A landlord turned a "blind eye" to victims of a modern slavery gang being housed in his properties in squalid conditions, police say.
Kashmir Singh Binning, 40, leased three Birmingham properties to a gang who forced up to 400 Polish people to work.
Det Sgt Mike Wright, of West Midlands Police, said Mr Binning's role "was pivotal" to the gang being able to house victims easily and affordably.
The force said a "landmark" ruling had now placed conditions on his tenancies.
Members of the gang, who were behind the biggest modern-day slavery network exposed in the UK, were jailed in July 2019.
No cash payments
A judge at Birmingham Magistrates' Court granted a Slavery and Trafficking Risk Order against Mr Binning on Friday.
The five-year order binds him by various conditions, including that he cannot accept cash payments from tenants and must provide the local authority with signed tenancy agreements with occupants' details.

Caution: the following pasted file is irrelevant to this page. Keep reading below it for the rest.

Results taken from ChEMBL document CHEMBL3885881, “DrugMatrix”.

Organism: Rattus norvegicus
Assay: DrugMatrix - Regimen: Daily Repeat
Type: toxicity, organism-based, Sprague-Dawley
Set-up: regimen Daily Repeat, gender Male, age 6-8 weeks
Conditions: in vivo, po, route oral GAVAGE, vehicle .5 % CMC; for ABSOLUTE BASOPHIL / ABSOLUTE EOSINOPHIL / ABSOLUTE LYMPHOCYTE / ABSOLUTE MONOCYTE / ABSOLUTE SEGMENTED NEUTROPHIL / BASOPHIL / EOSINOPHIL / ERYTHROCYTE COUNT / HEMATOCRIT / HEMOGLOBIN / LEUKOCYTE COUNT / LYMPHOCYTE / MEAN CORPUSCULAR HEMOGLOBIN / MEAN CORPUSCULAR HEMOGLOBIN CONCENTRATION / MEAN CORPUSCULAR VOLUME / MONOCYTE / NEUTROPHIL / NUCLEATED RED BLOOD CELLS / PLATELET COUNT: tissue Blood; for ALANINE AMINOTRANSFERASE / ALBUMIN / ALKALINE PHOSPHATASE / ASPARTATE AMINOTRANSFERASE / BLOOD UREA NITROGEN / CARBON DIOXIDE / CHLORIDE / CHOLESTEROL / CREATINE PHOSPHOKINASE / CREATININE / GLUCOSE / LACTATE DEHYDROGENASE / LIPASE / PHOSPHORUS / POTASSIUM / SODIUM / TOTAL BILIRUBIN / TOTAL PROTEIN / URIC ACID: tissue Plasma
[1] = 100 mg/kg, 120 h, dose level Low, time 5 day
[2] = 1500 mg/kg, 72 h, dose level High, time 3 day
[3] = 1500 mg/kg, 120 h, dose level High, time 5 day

The order was "the first of its kind ever secured under modern slavery legislation", the force said.
Police said he was also ordered to pay £14,000 court costs.
Officers said they advised Mr Binning, of Kirkham Way, Tipton, his three properties were being used to house slavery victims in August 2016.
But he continued to rent out them out, getting £135 a week for each address.
His phone records showed messages between him and the traffickers, including Ignacy Brzezinski who, helped run the network, "whom he considered a friend".
Det Sgt Wright said: "He was friends with some of the suspects and willing to turn a blind eye.
"He claimed he had no idea people housed in his properties were being exploited… but all the evidence suggested otherwise."
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